Hoppit, Julian (University College London)
The Historical Journal, 49 (1), (2006)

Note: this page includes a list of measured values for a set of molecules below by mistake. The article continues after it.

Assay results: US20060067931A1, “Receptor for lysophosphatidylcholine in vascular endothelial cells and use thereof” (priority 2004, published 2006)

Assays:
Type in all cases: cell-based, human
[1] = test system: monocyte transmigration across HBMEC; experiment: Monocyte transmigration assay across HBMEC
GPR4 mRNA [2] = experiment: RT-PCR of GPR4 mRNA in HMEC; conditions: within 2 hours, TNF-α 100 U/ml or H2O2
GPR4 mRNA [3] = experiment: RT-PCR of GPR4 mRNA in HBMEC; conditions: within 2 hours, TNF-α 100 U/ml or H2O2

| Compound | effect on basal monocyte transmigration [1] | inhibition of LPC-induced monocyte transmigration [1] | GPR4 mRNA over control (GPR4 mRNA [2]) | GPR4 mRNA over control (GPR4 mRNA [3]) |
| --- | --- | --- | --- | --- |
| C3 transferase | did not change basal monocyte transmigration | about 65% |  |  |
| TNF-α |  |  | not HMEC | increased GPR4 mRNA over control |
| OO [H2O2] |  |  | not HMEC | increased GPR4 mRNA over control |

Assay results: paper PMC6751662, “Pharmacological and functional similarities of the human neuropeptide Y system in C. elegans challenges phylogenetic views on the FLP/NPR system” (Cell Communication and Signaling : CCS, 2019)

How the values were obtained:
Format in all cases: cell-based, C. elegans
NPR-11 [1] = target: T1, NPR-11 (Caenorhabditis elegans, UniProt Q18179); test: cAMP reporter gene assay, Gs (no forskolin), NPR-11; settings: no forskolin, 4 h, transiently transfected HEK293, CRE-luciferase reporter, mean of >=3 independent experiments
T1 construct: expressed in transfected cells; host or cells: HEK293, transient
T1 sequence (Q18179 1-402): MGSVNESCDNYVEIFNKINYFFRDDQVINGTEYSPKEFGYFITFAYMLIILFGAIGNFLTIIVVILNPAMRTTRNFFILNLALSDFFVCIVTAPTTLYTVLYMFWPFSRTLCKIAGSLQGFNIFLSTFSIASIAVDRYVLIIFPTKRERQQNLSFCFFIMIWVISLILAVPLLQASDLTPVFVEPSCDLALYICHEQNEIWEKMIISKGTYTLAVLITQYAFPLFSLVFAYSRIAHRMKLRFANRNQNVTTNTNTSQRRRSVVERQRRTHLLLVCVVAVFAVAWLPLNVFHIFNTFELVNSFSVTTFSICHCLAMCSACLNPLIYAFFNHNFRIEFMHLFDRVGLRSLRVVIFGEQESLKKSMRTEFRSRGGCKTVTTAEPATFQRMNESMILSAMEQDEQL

This article explores some of the main bibliographical dimensions of economic literature at a time when there was much interest in economic matters but no discipline of economics. By looking at what was published in the round much economic literature is shown to be short, ephemeral, unacknowledged, polemical, and legistlatively orientated. This fluidity is underscored by the uncertainties about what constituted key works of economic literature and by the failure of attempts to make sense of that literature through dictionaries and histories. Economic literature in the period was, consequently, more unstable and uncertain than has often been acknowledged. It cannot, therefore, be simply characterized as either ‘mercantilist’ or nascent ‘political economy’.